Also, you may have some diagnostic clients for your netcard.  This is fine, leave that alone.

	If you don't have:
		Client for Microsoft Networks: Click on Add > Double-click Client > Click Microsoft >
					       and click Client for Microsoft Networks.  It should add that,
					       along with NetBEUI.
		TCP/IP:  Click on Add > Protocol > Microsoft > TCP/IP.  This should add TCP/IP for both
			 your Dial-Up Adapter (if it's in there) and your network card.

		File and Printer Sharing:  Click on the File and Print Sharing button, and check both boxes.

	Now that you've done that, you can remove any other protocols you have (IPX/SPX, NetBeui, etc) since
	we're doing a purely tcp/ip network.

	Once you've got just the things i mentioned above in your network properties, click OK and you'll
	have to reboot.  After rebooting, go back to Network Properties, and double click your TCP/IP -> NetCard
	settings.

	Specify the following settings:

		IP Address:
			Click Specify an IP Address
			IP Address: 10.0.0.1 (for the first computer, and 10.0.0.2, for the second, and so on)
			Subnet Mask: 255.255.255.0
		Wins Configuration:
			Disable WINS Resolution
		Gateway:
			Leave blank, unless you have a router...don't worry bout it for now.
		DNS Configuration:
			Leave blank
		NetBIOS:
			Everything should be greyed out, but if it isnt', then check that little box
		Advanced:
			check Set this protocol to be the default protocol
		Bindings:
			Don't change anything

	Now, after you've (once again) rebooted, then you can share some files.  Double-click My Computer,
	right click your hard drive and click Sharing.  Click "Shared As".  Here's a brief description of
	what the stuff in this window means:

		Not Shared - Not shared (duh)
		Shared As - Open it for sharing
		Share Name - What it shows up as under Network Neighborhood
		Comment - If you view files with 'details' enabled, it'll show you the comment.
		Read-Only - Allow only people to read from that drive
		Full - Allows people to read, write, delete from that drive
		Depends On Password - read-only or full, depending on the password
		Passwords:
			if you clicked on Read-Only (ro), then you can specify a ro password.
			if you clicked on Full, then specify the full password.
			if you clicked on Depends, then specify both a ro and a full password.

	after you click OK, you'll probably have to retype the passwords again.

		NOTE:  you don't have to only share a drive, you can instead share single folders,
			or printers, following (basically) the same steps for sharing a drive.


If you've already plugged up your up, and plugged the computers into the hub, you should be
ready to go.  To see the other computer, double click on Network Neighborhood (which should now
definatly be on your desktop).


--------5.0  -  Troubleshooting--------

5.1 - Hardware Troubleshooting

If for some reason you're not seeing the other computer, check a few things first.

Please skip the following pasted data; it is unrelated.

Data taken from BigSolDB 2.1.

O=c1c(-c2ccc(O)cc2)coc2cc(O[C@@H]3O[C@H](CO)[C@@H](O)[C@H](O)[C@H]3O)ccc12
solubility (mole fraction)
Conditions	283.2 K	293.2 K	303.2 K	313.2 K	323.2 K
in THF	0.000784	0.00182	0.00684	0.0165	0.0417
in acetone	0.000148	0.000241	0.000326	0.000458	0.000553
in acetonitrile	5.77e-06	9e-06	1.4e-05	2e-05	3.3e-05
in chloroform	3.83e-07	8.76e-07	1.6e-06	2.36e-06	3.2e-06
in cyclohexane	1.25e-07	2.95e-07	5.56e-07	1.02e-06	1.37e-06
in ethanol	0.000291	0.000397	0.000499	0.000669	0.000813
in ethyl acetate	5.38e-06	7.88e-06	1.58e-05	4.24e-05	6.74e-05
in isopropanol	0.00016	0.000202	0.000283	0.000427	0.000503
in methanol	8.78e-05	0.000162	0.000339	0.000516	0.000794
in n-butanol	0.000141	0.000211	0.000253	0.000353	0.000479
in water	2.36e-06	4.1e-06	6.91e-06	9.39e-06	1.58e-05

Is there a link light?
		on the back of most network cards, there will be a little green light.
		this is called a link light, and it lets you know that the cable has
		made it to the hub.  If you don't have a link light, first check the
		cable.  Try switching cables with another computer, or use your cable
		to tester to make sure that it's good.

		if the cable is fine, check to make sure the network card is seated
		firmly into the slot.  also, you could try switching the slot its in.
		occasionally slots will go bad.

		if you switched slots, and it's in firmly, you might have a software
		conflict, or the card could just be a lemon.  try a different net card

	Are the ends on correctly?
		If you put the ends on your cable, double-check to make sure the ends are
		on correctly.  Make sure the color coding is the same on both ends of the
		cable, and make sure that there is plenty of wire underneath the metal
		contacts.  Using a cable tester will come in very handy.

	Same type of network?
		Did you get all 10 Base-T networking stuff?  is the hub 10bt?  are the
		cards?  is the cable actually CAT5 cable?

	Did you fuck up?
		Go back over this text and make sure you did everything.  Maybe you just
		screwed up.

	Did i fuck up?
		Maybe i screwed up.  If you've followed this thing word for word, and
		you know the network cards aren't bad, go invest some money in a good
		networking book and do it The Right Way.

5.2 - Software Troubleshooting

Software seems to be a big problem with networks.  Here are some things to check first.

	Is there a conflict?
		I'm sure i stressed it enough, but did you make sure there are no
		conflicts with your network card?  Go back and make sure.

	Is everything setup in the Network Properties?
		Make _sure_ you've setup everything correctly in your Network Properties
		go back and double check.

	Can you ping the other computer?
		try clicking on Start > Run... > and type 'ping 10.0.0.2' (or another
		ip of one of the comps on your network)  if you get a response, then
		read on.  if you don't, then see if the hub is showing activity when
		you ping, if it's not, then your problem lies elsewhere

	Can you ping, but not see the other comp in Network Neighborhood?
		If you're able to ping, but the computers aren't showing up in
		network neighborhood, make sure you enabled file and print sharing
		and that at least one of the computers is sharing files.  if it's not
		sharing anything, it won't show up in network neighborhood.

5.3 - When all else fails

	If you've done everything i've suggested, then you're gonna have to seek
	advice elsewhere.  After all, this is just a simple text describing a quick
	rundown on getting a network up.

	check out some books, or ask a friend who's a network person for some advice.


--------6.0  -  Closing--------

6.1  -  Greets and acknowledgements

thanks goes out to steve housman for helping me out with some odd networking stuff.
jim elder for showing me how to put ends on cables, as well as showing me how to
do some other stuff.  nidgid for continually pressing me to write this thing.  to
ron ruggles and the mccracken county board of education for letting me mess around
with and learn what its like to run a large network.  matt dunn for reminding me
that most people will want to go the cheap route and use crossover cables.  and i
guess wri0t for making fun of me when i forget shit, da fuck.


6.2  -  Another word from your dear author

werd.

rootwurm (rootwurm@pheces.org)

(((((((((((((((((((((((((((((((((((((((((((((#yep)))))))))))))))))))))))))))))))))))))))))))))